• Jake says:

          And I think you’ll find that many who deal in cash and don’t put their ‘earnings’ into a bank account (not just from that community) do so because they can carry on claiming benefits.


  6. Steve says:

    This story probably needs to be seen as part of a bigger picture.

    The treasury is determined to move to a cashless economy as soon as possible. Once all transactions are electronic they can be tracked, monitored, taxed and investigated at will. Cash is way too analogue for the treasury, and I’m willing to bet that they are determined to push for the earliest possible digital switch over.


  7. Scrappydoo says:

    A red Herring. The BBC have been going on about cash in hand payments all day hoping we would forget about their own questionable tax avoidance schemes. TV license payers are no better, they pay their tv license knowing that some BBC staff are using schemes to reduce their tax liability , surely just as immoral as paying cash in hand.


  8. John Anderson says:


    Looks like the row over the BBC’s tax avoidance scam is getting bigger ? Paxo has now weighed in.


    Watch out for the resignation of the BBC’s chief financial officer, Zarin Patel.


  9. Barry says:

    In my experience, and that’s all it is, the best work has been performed by contractors who are VAT registered and issue proper numbered invoices. I stopped using fly by nights decades ago because they were invariably unreliable, uncontactable and third rate. My DIY skills improved no end.

    Of course MPs and BBC employees are hypocrites – but there are quite a few double standards amongst the general public as well.


  10. bow says:

    It would be nice to have a simplified tax scheme where everyone pays a small proportion of their gross income from whatever source in whatever country


  11. John Anderson says:

    The BBC Chief Financial Officer appeared before the Commons Public Accounts Committee re. the tax avoidance scam – and the BBC has run a long weaselly article defending her. Problem is – Paxo says she told him (and others) that the Inland Revenue had advised the BBC to pursue the dodge, and the Inland Revenue says this is bollox.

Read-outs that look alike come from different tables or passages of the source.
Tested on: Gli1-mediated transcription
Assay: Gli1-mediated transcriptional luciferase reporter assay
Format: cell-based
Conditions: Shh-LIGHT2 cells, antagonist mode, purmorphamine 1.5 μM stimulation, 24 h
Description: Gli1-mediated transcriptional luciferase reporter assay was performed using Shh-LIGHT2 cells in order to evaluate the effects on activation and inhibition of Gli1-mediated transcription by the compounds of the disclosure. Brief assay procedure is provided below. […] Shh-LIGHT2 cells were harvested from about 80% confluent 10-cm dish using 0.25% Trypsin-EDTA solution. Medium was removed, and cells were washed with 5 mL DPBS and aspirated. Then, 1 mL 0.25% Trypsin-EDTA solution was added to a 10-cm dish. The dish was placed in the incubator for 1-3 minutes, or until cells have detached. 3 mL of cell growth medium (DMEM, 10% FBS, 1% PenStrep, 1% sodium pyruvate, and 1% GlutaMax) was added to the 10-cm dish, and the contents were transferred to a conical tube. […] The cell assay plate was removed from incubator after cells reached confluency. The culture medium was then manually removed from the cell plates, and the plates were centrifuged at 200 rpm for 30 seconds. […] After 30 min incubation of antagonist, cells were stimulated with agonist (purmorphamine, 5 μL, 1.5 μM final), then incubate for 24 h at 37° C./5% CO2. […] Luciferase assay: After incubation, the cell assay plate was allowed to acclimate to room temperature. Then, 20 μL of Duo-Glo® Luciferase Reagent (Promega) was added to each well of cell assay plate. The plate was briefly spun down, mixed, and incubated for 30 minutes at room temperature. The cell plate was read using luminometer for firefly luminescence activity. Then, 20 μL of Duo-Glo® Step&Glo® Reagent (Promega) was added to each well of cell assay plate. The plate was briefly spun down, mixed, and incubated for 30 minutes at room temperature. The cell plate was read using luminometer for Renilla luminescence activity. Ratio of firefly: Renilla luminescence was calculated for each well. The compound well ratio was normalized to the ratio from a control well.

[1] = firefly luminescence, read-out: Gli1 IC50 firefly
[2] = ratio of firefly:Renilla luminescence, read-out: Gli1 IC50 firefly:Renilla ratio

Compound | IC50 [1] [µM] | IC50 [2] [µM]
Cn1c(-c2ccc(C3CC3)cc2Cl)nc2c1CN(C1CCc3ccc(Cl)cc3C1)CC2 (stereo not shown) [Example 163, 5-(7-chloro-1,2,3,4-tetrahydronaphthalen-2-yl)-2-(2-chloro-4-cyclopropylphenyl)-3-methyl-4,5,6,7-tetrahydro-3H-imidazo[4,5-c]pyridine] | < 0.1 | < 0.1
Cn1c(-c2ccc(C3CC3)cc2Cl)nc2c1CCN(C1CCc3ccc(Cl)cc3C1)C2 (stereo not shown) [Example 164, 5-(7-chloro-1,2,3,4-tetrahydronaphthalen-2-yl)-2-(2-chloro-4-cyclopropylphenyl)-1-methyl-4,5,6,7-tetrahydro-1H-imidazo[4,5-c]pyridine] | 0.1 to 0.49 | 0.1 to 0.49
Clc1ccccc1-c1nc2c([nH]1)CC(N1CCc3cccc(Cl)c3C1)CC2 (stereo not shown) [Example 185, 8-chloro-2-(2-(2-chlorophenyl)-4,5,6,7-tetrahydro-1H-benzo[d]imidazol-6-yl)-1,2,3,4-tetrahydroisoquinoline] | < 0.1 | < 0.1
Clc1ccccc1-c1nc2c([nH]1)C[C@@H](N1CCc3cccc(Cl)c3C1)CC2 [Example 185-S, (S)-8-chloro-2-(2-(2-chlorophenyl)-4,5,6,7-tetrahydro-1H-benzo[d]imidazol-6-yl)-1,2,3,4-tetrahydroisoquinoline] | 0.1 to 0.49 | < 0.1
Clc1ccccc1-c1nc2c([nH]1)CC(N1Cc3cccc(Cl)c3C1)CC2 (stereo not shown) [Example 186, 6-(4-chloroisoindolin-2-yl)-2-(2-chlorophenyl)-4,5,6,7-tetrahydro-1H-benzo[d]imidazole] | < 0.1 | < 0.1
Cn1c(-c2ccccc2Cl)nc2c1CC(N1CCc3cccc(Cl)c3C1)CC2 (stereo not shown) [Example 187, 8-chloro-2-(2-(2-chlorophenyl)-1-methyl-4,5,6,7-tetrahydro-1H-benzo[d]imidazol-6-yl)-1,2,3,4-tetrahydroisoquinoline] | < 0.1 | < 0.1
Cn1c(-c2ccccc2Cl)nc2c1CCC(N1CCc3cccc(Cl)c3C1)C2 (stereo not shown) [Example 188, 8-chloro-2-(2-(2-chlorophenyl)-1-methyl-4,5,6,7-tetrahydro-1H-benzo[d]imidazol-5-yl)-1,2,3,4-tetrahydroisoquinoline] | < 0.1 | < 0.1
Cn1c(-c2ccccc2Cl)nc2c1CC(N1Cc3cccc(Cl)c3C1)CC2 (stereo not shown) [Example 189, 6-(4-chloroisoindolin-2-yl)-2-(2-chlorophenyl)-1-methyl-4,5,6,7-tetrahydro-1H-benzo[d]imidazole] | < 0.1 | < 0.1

I don’t think the CFO will last much longer



    • John Anderson says:

      The BBC tax scam had headlines in the Daily Mail and has also had coverage in the Telegraph, Mirror, Times (Paxo’s stroppy letter) and the Star.

      I like the Star’s comment piece which said that the BBC tries to avoid tax and NI payments – but we are all forced to pay the BBC licence tax.


  12. Richard D says:

    As is my habit, I had Radio 4 on this morning during the Today program – and heard the usual BBC rant against David Gauke. It did occur to me that someone on a radio or TV programme had said that Mr Gauke was not ‘pontifcating’ about this issue, but that rather he’s been asked a direct question about the issue, and had responded – properly in my view – that colluding with a supplier to pay by cash to generate a discount which could basically only be given by the supplier not declaring the income to the tax-man is morally wrong. In fact, the action of the supplier is tax EVASION – an illegal activity, not just an immoral one.

    Of course, the typical, and predictable, Labour Party reaction in this case came from Austin Mitchell, MP, who prattled on about how this wasn’t the real problem, the real problem was those who are employing Tax AVOIDANCE measures, an entirely legal activity by definition, since such activities are well within the law. And, of course, a huge number of people in the UK participate in Tax AVOIDANCE schemes, like employment pension schemes, ISA’s, etc.

    Mr Mitchell went on to basically say that it was impossible to track every possible Tax EVASION events such as those Mr Gauke was apparently asked about, and any way, they didn’t amount to much, so we should just ignore them.

    Now, two things. Firstly, I think it is incredible that an MP in this country has effectively urged a government to chastise a group of people who are acting perfectly legally, and to condone those who are implicitly involved in breaking the law. An Austrian painter was rather famous for such activities in the late 30’s, was he not ? Secondly, and perhaps more contemporarily, wasn’t such cash-in-hand-discount-to-avoid-taxes defined as precisely one of the key causes of Greece’s economy hitting the buffers ?

    But that’s apparently what at least one Labour MP is advocating. And, of course, none of the Labour hierarchy saw fit to denounce such calls.


    • Barry says:

      Austin Mitchell is just a mouth on a stick, and a big Yorkshire one at that.